To understand how the projection works, imagine the Earth as an orange, with all geographical features and the parallels and meridians already drawn in. Now imagine taking a knife and, after slicing off small circles at the poles, making a straight north-south cut in the peel of the orange and repeating this north-south cut, at equal intervals, until 60 strips or zones have been detached (see Figure 1, below).
Figure 1 - Shape of a UTM Zone.
Each of these zones will then form the basis of a separate map projection. The flattening may be envisioned by again considering the detached zone as a strip of orange peel placed on a level surface. By depressing its centre, one could force the peel to flatten until all of it touches the smooth surface. This flattening action results in a slight distortion of the geographical features within the zone, but because the zone is relatively narrow, the distortion is small and may be ignored by most map-users.
Because the globe is 360° in circumference, a division into sixty vertical zones gives each zone the width of 6° of longitude. By international usage these zones have been numbered 1 to 60. Sixteen of the zones, bearing numbers 7 to 22, cover Canada, as shown in Figure 2, below.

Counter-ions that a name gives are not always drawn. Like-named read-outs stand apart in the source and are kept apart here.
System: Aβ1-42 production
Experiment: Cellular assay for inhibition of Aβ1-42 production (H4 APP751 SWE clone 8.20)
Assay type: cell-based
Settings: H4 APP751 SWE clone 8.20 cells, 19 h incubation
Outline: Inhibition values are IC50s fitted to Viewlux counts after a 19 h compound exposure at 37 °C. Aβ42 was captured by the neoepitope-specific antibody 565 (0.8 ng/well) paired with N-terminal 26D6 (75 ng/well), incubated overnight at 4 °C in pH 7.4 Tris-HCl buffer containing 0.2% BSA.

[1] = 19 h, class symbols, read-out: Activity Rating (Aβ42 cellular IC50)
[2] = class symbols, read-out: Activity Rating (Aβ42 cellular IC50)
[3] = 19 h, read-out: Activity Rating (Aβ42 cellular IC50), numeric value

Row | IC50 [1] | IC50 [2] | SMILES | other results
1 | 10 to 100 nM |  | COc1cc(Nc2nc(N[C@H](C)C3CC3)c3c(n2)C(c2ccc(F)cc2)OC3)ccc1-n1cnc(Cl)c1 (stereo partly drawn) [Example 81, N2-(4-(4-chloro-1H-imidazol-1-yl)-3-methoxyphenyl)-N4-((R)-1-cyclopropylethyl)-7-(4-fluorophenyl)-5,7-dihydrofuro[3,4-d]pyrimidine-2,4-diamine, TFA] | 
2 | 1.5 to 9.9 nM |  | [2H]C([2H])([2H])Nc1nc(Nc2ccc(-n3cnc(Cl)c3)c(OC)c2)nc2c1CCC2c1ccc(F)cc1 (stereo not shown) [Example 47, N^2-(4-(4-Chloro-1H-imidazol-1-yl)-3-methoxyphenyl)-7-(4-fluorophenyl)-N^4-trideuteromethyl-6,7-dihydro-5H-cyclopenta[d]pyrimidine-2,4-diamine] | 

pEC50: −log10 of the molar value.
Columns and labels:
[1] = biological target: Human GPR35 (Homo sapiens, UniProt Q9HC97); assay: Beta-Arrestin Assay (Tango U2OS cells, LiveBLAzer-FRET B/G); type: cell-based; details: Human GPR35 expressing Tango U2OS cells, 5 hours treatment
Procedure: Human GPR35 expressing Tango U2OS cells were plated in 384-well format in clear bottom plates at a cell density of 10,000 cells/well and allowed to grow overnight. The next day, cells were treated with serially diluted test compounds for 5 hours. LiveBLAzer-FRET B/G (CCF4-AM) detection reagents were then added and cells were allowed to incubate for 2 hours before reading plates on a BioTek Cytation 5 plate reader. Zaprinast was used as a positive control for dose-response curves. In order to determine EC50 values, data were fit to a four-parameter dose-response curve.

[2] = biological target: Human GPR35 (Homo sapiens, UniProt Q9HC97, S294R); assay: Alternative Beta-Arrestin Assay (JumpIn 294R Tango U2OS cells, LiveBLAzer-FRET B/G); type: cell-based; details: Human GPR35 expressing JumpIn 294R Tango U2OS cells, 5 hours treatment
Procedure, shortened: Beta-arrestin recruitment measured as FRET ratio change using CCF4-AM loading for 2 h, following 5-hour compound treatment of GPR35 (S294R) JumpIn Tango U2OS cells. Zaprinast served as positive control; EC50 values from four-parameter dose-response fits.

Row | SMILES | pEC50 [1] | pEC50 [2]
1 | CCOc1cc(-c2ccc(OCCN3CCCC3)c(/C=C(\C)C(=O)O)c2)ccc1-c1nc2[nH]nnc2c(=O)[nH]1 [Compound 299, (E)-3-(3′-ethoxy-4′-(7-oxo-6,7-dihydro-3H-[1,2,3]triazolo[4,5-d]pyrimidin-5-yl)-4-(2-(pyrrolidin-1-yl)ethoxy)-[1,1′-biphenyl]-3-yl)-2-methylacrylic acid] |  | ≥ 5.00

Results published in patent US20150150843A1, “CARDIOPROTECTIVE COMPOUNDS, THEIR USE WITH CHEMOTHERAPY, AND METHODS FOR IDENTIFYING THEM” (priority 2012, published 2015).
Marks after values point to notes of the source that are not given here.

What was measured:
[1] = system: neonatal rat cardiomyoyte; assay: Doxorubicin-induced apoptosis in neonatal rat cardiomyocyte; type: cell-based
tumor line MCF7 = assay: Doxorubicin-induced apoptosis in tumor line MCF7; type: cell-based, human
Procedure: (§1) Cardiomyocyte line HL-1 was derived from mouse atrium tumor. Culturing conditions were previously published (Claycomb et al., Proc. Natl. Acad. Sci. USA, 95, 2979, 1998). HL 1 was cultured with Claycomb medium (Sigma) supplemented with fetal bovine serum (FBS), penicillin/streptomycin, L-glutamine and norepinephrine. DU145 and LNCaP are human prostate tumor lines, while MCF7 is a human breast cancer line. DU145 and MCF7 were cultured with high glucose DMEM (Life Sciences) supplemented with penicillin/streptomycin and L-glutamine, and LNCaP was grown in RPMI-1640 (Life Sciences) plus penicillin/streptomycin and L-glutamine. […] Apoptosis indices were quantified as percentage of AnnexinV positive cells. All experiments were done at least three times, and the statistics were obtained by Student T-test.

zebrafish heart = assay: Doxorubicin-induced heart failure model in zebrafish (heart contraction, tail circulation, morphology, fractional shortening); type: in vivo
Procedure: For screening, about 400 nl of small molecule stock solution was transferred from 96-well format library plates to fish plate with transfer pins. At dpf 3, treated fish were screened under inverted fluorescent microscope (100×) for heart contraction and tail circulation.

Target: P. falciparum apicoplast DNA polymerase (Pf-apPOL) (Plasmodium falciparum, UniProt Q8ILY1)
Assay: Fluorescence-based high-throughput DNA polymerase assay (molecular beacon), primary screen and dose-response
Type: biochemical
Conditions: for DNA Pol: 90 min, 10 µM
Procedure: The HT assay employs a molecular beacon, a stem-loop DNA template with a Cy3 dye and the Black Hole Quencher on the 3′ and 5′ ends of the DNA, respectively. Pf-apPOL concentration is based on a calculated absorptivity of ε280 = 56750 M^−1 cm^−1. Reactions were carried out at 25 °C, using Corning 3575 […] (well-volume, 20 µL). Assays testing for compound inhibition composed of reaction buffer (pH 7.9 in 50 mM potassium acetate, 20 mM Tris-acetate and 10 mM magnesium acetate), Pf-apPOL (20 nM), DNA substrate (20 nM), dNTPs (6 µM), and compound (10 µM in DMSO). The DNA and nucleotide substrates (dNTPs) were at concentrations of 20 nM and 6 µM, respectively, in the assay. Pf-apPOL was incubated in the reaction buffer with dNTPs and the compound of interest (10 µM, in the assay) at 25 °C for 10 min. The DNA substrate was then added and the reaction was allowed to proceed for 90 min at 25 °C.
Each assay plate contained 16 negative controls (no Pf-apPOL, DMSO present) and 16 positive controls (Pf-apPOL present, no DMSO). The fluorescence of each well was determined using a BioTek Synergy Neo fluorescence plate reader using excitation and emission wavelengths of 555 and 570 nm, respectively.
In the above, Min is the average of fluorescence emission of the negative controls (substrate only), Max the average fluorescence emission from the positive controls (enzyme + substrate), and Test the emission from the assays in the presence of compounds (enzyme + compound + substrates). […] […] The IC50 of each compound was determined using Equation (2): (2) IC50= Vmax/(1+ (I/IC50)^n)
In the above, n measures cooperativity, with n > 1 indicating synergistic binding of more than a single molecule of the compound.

Figure 2 - UTM Zones and Central Meridians for Canada.
Once the zone has been flattened onto a level surface it can be divided into a basic set of map sheets of a convenient size. These basic sheets are divided further into sections and each section is published as a map of a larger scale. In Canada this is done to produce the 1/250 000 and 1/50 000 scale maps, which are the two scales of the National Topographic System. By convention, the edges of most maps fall along parallels and meridians. In the far north, where zones are narrow, medium- and small-scale maps may show parts of more than one zone. The important feature of the Universal Transverse Mercator Projection is that the zones are standard and readily identifiable, so that an area may easily be designated as lying within a specific zone.
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This material updated from The Universal Transverse Mercator Grid, Department of Energy, Mines and Resources Canada, Surveys and Mapping Branch, Ottawa, © 1969, The Queen‘s Printer.